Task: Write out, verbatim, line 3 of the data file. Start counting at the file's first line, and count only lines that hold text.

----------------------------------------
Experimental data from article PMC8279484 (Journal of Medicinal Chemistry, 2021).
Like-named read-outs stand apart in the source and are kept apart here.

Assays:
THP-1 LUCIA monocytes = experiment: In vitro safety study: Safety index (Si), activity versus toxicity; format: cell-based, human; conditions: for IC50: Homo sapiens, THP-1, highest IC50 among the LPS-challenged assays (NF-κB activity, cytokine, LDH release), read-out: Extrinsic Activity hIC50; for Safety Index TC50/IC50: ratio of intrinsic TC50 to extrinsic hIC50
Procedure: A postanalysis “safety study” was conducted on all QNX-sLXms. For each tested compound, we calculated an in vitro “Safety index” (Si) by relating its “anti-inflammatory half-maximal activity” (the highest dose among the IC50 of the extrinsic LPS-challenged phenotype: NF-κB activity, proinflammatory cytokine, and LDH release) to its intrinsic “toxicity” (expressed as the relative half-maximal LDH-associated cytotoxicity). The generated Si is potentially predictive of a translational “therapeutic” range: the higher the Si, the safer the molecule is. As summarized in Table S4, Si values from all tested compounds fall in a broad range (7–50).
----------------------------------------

Assays: